IAG International Airlines Group is contemplating early retirement of B747-400s operated by British Airways (BA, London Heathrow) and A340-600s operated by Iberia (IB, Madrid Barajas) but also other types as it plans for the recovery phase after the peak of the COVID-19 pandemic, Group Chief Executive Officer Willie Walsh said during an investor briefing.

"Our analysis of the likely evolution of demand through 2020 is that we would not require all of our aircraft, that we will temporarily ground, to come back into service, so we're now evaluating how many of those that will be grounded will be permanently grounded," Walsh said.

He underlined that the thirty-one B747-400s operated by British Airways and the sixteen A340-600s flying for Iberia are all fully depreciated and will be the first to leave the fleet.

According to the ch-aviation fleets advanced module, the Boeing quadjets operated by BA are 23 years old on average. The Airbus quadjets at Iberia are 13.9 years old on average. While British Airways owns all B747s, Iberia owns six of the A340s and leases the remainder from LICO Leasing (six), Showa Leasing, Sumitomo Mitsui Finance & Leasing, Universal Asset Management, and Whitney Leasing (one each).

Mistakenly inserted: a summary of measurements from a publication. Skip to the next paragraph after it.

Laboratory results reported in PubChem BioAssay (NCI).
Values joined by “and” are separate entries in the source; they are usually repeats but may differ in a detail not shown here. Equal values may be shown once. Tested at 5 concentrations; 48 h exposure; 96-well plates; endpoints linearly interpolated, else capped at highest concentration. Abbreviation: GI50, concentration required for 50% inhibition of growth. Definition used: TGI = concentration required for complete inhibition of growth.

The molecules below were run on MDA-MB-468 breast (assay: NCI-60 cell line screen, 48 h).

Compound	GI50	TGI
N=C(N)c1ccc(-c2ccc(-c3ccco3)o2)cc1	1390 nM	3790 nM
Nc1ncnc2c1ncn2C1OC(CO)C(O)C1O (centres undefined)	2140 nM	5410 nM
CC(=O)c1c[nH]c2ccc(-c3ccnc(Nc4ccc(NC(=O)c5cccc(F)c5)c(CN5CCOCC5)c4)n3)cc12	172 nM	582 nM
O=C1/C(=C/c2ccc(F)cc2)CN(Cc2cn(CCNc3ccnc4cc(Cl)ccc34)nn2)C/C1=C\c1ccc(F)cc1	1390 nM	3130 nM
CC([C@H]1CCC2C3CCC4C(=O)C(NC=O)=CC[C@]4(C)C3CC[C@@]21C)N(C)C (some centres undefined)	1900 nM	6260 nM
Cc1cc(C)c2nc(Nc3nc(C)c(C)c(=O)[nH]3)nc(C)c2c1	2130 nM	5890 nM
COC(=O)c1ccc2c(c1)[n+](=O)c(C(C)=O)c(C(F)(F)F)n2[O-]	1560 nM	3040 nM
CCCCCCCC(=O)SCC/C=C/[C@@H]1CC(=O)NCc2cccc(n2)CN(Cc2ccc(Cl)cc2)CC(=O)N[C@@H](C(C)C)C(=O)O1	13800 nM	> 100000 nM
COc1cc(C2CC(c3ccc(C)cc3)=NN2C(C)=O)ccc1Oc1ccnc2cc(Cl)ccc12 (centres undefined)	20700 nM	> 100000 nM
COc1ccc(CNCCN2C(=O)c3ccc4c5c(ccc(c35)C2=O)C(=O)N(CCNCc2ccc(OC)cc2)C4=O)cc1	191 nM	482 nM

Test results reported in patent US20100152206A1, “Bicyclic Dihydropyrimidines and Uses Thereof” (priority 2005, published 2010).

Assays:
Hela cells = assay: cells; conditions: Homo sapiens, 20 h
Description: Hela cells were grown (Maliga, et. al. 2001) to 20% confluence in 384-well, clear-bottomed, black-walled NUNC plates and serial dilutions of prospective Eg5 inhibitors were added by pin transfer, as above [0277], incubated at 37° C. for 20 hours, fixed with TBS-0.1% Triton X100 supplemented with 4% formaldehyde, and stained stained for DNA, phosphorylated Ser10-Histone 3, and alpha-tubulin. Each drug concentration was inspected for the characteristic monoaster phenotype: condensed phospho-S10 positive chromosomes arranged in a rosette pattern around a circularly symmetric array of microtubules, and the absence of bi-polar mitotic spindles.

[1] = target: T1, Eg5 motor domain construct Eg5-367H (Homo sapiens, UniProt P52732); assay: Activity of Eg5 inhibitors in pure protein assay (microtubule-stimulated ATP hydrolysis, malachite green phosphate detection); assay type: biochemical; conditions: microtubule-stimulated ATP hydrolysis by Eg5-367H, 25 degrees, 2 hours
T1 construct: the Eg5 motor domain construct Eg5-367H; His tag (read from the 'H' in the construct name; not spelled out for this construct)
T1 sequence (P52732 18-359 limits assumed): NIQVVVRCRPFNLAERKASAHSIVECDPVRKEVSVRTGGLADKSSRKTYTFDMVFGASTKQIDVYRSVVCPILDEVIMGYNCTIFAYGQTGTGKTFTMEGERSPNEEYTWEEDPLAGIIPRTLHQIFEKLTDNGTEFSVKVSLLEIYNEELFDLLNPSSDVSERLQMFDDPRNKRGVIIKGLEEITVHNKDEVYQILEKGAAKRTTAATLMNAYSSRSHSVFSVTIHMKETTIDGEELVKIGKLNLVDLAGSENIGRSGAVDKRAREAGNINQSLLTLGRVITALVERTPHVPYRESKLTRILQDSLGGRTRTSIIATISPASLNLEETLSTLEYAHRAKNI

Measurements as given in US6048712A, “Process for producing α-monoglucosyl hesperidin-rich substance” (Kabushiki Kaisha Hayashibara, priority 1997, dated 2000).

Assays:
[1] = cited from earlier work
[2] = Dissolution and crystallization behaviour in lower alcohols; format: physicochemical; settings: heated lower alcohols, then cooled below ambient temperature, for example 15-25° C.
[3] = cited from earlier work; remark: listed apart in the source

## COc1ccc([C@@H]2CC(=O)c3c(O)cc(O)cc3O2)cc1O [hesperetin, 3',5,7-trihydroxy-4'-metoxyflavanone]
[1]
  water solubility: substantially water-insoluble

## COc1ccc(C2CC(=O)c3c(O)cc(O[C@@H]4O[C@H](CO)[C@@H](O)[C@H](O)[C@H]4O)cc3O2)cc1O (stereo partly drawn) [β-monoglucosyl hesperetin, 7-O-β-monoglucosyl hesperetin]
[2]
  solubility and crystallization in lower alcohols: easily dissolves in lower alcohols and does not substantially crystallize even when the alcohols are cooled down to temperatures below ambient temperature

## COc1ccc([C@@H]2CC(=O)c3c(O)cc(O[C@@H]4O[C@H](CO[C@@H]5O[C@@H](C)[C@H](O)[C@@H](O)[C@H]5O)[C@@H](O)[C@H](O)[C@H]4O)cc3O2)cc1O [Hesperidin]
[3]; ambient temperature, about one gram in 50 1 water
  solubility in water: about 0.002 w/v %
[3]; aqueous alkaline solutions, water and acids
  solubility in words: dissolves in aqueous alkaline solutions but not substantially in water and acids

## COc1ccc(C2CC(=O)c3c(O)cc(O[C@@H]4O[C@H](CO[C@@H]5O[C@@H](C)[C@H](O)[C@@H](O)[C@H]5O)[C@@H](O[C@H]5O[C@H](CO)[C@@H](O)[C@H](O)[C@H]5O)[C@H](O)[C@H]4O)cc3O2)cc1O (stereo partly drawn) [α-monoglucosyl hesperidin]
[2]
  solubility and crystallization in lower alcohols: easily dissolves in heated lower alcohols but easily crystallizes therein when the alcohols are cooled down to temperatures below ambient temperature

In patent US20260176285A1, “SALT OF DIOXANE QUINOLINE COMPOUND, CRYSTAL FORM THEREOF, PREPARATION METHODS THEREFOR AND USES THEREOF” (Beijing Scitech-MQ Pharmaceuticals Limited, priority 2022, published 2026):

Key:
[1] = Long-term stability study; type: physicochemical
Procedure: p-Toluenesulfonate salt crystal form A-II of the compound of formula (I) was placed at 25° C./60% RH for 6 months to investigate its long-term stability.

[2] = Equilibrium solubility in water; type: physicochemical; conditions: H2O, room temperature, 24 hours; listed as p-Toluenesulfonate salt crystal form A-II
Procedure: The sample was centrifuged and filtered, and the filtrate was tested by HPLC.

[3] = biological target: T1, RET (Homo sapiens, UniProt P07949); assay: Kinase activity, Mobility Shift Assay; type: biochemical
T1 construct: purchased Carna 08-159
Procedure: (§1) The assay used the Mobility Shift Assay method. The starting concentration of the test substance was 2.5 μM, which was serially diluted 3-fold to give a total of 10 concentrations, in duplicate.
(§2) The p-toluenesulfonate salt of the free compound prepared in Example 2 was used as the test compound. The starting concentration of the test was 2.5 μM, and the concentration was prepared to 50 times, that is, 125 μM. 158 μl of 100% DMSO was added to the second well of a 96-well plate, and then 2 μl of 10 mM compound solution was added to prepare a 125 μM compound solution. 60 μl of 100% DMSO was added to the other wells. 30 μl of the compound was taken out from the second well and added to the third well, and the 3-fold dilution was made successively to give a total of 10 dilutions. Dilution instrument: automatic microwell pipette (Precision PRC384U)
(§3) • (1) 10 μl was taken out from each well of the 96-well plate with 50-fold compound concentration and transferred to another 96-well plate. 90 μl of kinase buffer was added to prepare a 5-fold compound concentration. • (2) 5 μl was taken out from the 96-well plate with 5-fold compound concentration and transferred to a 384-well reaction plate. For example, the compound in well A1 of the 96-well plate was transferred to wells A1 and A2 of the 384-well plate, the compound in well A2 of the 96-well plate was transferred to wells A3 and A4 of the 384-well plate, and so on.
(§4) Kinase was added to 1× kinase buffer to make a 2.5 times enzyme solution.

Walsh added that "a couple" of A330s operated by Aer Lingus (EI, Dublin Int'l) could also be permanently retired. The Irish carrier operates four A330-200s (17.8 years old on average) and eleven A330-300s (6.5). It owns three -200s and seven -300s, and leases one -200 from Castlelake, two -300s from Nomura Babcock & Brown, and one -300 each from AerCap and Castlelake.

Finally, the group could also consider retiring around 20 narrowbody aircraft. Walsh did not specify from which carrier they would potentially come.

"I would also point out that we have a significant number of narrowbody aircraft coming off lease as we go through 2020, into 2021, over 40 narrowbodies come off lease in 2021. So there's a lot of flexibility in the fleet," Walsh added.

Walsh also clarified that while the group has not cancelled any orders yet, it was in talks with both Airbus and Boeing.

"At this stage, we are looking at delaying CAPEX... We are having a very good dialogue with the OEMs, Boeing and Airbus, as you would expect, and that has been very constructive, so I'm pleased in relation to that, so we do have flexibility in relation to our contracts but also in the discussions that we're having with them - we're expecting additional flexibility,' he said.

Editorial Comment: The article has been updated with additional information about IAG's orders. - 07.04.2020 - 14:23 UTC